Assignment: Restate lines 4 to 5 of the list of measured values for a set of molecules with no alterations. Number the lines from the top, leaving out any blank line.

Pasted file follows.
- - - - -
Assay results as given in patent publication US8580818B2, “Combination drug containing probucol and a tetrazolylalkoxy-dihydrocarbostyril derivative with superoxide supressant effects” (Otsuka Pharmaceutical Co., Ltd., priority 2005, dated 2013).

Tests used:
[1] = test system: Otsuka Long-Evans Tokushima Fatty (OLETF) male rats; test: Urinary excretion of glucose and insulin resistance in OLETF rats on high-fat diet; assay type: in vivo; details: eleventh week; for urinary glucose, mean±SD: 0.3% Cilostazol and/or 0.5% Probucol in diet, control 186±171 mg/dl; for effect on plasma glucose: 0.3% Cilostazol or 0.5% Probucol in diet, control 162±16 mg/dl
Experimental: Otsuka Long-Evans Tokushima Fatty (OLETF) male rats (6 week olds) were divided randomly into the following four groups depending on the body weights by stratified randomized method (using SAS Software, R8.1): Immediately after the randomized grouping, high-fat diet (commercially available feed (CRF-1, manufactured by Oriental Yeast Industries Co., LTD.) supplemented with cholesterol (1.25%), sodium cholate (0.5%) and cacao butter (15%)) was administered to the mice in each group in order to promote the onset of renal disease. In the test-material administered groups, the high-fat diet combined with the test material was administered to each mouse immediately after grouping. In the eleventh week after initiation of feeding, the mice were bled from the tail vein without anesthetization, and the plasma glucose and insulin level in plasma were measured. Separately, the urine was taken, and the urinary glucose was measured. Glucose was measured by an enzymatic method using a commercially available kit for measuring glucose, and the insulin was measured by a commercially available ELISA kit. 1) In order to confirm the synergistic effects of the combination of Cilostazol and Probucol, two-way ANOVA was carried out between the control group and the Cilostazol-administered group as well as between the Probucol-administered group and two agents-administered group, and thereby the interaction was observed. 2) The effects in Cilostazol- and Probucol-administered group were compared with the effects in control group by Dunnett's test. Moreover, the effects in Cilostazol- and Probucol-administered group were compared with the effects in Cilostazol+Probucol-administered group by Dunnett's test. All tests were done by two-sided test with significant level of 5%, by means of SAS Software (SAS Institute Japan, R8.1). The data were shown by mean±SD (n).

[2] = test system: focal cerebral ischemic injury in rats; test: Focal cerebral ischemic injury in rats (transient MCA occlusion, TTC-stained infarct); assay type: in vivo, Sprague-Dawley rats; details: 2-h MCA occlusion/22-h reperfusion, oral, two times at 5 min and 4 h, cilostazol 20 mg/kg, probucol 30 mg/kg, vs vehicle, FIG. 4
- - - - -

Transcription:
Experimental: Otsuka Long-Evans Tokushima Fatty (OLETF) male rats (6 week olds) were divided randomly into the following four groups depending on the body weights by stratified randomized method (using SAS Software, R8.1): Immediately after the randomized grouping, high-fat diet (commercially available feed (CRF-1, manufactured by Oriental Yeast Industries Co., LTD.) supplemented with cholesterol (1.25%), sodium cholate (0.5%) and cacao butter (15%)) was administered to the mice in each group in order to promote the onset of renal disease. In the test-material administered groups, the high-fat diet combined with the test material was administered to each mouse immediately after grouping. In the eleventh week after initiation of feeding, the mice were bled from the tail vein without anesthetization, and the plasma glucose and insulin level in plasma were measured. Separately, the urine was taken, and the urinary glucose was measured. Glucose was measured by an enzymatic method using a commercially available kit for measuring glucose, and the insulin was measured by a commercially available ELISA kit. 1) In order to confirm the synergistic effects of the combination of Cilostazol and Probucol, two-way ANOVA was carried out between the control group and the Cilostazol-administered group as well as between the Probucol-administered group and two agents-administered group, and thereby the interaction was observed. 2) The effects in Cilostazol- and Probucol-administered group were compared with the effects in control group by Dunnett's test. Moreover, the effects in Cilostazol- and Probucol-administered group were compared with the effects in Cilostazol+Probucol-administered group by Dunnett's test. All tests were done by two-sided test with significant level of 5%, by means of SAS Software (SAS Institute Japan, R8.1). The data were shown by mean±SD (n).

[2] = test system: focal cerebral ischemic injury in rats; test: Focal cerebral ischemic injury in rats (transient MCA occlusion, TTC-stained infarct); assay type: in vivo, Sprague-Dawley rats; details: 2-h MCA occlusion/22-h reperfusion, oral, two times at 5 min and 4 h, cilostazol 20 mg/kg, probucol 30 mg/kg, vs vehicle, FIG. 4